The security standards of blockchains are so high that it is virtually impossible to erase information. What might be a good feature under some circumstances can be a legal problem in other situations, for example, if personal data is concerned. Most privacy laws, especially the General Data Protection Regulation in the EU ("GDPR"), require that personal data must only be stored for lawful purposes, for so long it is necessary to serve the purpose, must be corrected if incorrect, and the concerned person has a right of access to the stored information. All this does not mean, however, that blockchains are invariably incompliant with data protection laws, but it is a challenge to design the blockchain architecture and applications in a way that they respect privacy laws. One approach is to keep personal data away from the blockchain ("off-chain") and to store only the proof that certain personal data has been used, shared or verified, etc. without disclosing the underlying data.

Blockchain-based smart contracts

Moreover, blockchain is a software-based technology that allows the automation of certain processes. This is where the much-quoted smart contracts come into play. Smart contracts are software that resides and interacts with blockchains. The basic concept is that if pre-defined conditions deduced from a certain information input are met, determined consequences by performing calculations based on algorithms are triggered (the output). While these if-then-relations advocate that smart contracts are software, but not legally binding contracts as some claim, the analogy was made, because parties agree in contracts that if one party does, produces, or delivers something, then the other party has to do, give, perform something else. This analogy is questionable, because contracts are much more complex. Parties accept that they are necessarily incomplete and that implied exceptions may apply in good faith. Good faith, though, is not a concept computers can work with, regardless how touring-complete they are conceived (named after computer scientist Alan Turing, this means that a computer programming language is able to simulate or calculate any real word scenario, only limited by the available computer power).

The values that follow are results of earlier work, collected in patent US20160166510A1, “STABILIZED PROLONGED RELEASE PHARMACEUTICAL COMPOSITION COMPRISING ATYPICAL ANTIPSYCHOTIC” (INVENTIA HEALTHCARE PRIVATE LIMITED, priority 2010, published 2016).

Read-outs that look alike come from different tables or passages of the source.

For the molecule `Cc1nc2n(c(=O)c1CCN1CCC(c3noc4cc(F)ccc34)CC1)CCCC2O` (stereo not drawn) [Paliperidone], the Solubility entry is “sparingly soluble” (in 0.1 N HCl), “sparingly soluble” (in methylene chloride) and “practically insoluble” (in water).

Blockchain-based registers have certain advantages over centralized registers that are either maintained offline or electronically. However, in countries where there are already functioning state-run registers available that are largely undisputed and provide for legal recourse against incorrect entries, there is little incentive to adopt blockchain-based registries. Moreover, changes to the existing system may also require lengthy legislative procedures. Further, all information stored on blockchains must meet varying requirements of secrecy and privacy, as well as modifiability and erasability. Despite bold headlines suggesting a new generation of lawyers who are sometimes called "legal coders," the tech-savvy legal counsel or judge is still a scarce minority. For these reasons, it is not to be expected that blockchain-based applications will replace existing use cases in the legal field on a large scale anytime soon.


This article is based on the author's essay "How Blockchain will change our legal system" in the book "The Blockchain Factor – How Blockchain will change our society" edited by Prof. Dr. Philipp Sandner, Prof. Dr. Andranik Tumasjan, and Prof. Dr. Isabell Welpe (currently only available in German).

The content of this article is intended to provide a general guide to the subject matter. Specialist advice should be sought about your specific circumstances.